We don’t talk anymore – Sir Cliff Richard wins privacy case against BBC

Sir Cliff Richard has today won a privacy case against the BBC over its coverage of a police raid of his home, the High Court awarding the singer £210,000 in damages.

Richard, who sued both the BBC and South Yorkshire Police, claimed that the BBC’s reporting of the 2014 raid was a ’serious invasion’ of his privacy rights. Of note, Richards was never arrested or charged over the alleged offences (innocent until proven guilty).The judge, Mr Justice Mann, said: ‘I have found that this was a serious infringement of Sir Cliff’s privacy rights, in terms of what was disclosed, in terms of the manner of disclosure and in terms of the effect on Sir Cliff.’ Mann found that ‘Sir Cliff had privacy rights in respect of the police investigation and the BBC infringed those rights without a legal justification.’

Richard sued South Yorkshire Police for breach of privacy and under the Data Protection Act 1998, as the offence occurred before the implementation of GDPR and the new Data Protection Act 2018, after the police disclosed that he was under investigation and the date, time and place of an intended search of his home. Before the trial, South Yorkshire Police had already admitted liability and agreed to pay £400,000 in damages plus costs. Richard’s went on to sue the BBC on the same grounds for publicly disclosing the facts and covering the search in various broadcasts.

The case turned on subsequent dealings between the BBC and SYP. The BBC claimed that the police had volunteered the information, whereas Richard claimed that SYP was ‘manoeuvred into providing it’ out of a fear and implicit threat that the BBC would or might publish news of the investigation before the police were ready to conduct their search.

Mr Mann found that not only did the BBC breach Sir Cliff’s privacy rights,  ‘it did so in a serious way and also in a somewhat sensationalist way.’

This case goes against several previous decisions, which recognised the importance to the media of identifying individuals in reports. Here, the court found that even where an investigation involves public activity – and reporting on it is in the public interest – an individual can still have a reasonable expectation of privacy and not to be identified.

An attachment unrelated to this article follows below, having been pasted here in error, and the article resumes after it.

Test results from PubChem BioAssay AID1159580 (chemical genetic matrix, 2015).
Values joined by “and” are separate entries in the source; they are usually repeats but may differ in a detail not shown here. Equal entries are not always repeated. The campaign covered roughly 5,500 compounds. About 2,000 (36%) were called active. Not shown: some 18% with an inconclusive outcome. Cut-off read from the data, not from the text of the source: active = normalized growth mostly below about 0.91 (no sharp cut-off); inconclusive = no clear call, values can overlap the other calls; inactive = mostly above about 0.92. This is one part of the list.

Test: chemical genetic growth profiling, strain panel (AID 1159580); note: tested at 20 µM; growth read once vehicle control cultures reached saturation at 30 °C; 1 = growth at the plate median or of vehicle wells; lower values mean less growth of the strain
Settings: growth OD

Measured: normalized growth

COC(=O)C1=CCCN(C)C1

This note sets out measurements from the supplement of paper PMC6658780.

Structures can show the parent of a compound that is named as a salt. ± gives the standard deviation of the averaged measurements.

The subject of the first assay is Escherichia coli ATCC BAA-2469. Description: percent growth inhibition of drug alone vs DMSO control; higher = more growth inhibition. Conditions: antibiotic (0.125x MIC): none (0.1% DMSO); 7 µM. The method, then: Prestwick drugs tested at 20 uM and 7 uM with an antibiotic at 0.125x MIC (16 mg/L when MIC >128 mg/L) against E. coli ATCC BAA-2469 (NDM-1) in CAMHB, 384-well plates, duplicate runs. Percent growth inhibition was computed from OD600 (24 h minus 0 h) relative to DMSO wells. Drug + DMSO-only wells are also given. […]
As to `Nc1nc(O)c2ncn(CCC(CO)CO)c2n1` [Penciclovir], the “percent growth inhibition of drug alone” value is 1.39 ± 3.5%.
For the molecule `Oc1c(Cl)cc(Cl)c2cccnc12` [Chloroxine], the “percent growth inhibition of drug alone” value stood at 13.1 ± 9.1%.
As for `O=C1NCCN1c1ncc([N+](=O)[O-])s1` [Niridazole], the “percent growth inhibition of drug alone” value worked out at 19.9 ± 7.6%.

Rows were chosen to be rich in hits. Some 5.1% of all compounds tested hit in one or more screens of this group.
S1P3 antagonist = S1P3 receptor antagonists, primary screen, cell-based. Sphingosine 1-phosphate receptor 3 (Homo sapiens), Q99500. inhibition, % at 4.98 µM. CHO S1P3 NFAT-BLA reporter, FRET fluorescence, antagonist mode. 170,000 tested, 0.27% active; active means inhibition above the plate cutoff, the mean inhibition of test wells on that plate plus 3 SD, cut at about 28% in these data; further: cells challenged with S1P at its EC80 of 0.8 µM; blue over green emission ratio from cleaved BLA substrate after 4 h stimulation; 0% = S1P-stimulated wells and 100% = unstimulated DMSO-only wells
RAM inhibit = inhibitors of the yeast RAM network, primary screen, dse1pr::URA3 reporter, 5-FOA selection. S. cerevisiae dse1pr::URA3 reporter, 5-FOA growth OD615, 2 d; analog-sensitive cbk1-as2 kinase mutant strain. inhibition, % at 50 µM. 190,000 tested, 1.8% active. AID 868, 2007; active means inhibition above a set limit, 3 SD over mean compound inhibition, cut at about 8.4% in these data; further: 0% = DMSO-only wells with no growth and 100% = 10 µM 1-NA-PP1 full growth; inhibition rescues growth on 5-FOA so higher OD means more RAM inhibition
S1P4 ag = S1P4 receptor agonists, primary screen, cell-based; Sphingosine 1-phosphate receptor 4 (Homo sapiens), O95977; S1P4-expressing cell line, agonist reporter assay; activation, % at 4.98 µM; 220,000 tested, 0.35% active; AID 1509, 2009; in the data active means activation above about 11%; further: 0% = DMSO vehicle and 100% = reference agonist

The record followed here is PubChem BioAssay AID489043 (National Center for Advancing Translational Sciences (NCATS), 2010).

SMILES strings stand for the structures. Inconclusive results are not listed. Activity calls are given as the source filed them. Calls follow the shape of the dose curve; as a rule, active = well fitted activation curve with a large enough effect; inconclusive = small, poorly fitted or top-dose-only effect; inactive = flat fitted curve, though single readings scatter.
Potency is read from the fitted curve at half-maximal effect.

Authorities throughout the UK should take note of this decision, which has implications for anyone seeking to share any sensitive data with other organisations, be they in the press or otherwise, which may adversely affect an individual’s rights to privacy under the Human Rights Act. Before any such disclosure is made, they must ask themselves what the impact would be on the individual and is it proportional, which in this case it was not.

Forbes regularly advises on all matters relating to GDPR and the Data Protection Act 2018, including the drafting of suitable data sharing agreements. Contact us at Ciaran.Rafferty@forbessolicitors.co.uk to discuss how we can assist you in complying with data privacy regulations.

Dan Crayford

About Dan Crayford

Dan joined Forbes in 2014, gaining experience in complex insurance litigation which involved advising clients in the construction and public sectors. In early 2017, Dan joined the Commercial team and moved to specialise in advising clients in the public, quasi-public and third sectors, predominantly in the fields of construction, procurement, social housing regulation, and education governance. Dan has a particular interest in contracts and procurement law, with a focus on advising registered providers of social housing, educational institutions, and other public and charitable organisations. Dan has worked with a range of clients in these sectors including registered providers of social housing of all sizes, maintained schools to MATs, other charities and community entities including CIOs, and CICs. Dan also regularly advises organisations from all sectors on data protection and freedom of information matters, including GDPR, PECR, and Environmental Information Regulations.
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